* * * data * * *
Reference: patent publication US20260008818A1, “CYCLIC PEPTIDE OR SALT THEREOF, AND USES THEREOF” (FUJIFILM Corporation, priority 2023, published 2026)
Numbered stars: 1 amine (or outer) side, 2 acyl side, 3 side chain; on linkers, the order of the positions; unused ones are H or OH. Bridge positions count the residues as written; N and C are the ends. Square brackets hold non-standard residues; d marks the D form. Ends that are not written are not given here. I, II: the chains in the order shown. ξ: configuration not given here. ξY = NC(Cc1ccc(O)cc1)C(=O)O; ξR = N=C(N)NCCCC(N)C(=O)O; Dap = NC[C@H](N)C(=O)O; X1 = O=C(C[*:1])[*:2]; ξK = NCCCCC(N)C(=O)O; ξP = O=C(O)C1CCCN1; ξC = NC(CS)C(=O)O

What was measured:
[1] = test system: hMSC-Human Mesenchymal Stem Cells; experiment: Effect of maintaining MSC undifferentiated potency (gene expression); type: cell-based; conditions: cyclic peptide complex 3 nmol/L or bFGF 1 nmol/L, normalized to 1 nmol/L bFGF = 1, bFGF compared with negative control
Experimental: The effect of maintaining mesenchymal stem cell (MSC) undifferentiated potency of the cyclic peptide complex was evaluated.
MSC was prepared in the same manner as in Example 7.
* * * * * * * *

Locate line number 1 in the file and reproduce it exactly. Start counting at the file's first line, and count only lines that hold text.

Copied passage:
Reference: patent publication US20260008818A1, “CYCLIC PEPTIDE OR SALT THEREOF, AND USES THEREOF” (FUJIFILM Corporation, priority 2023, published 2026)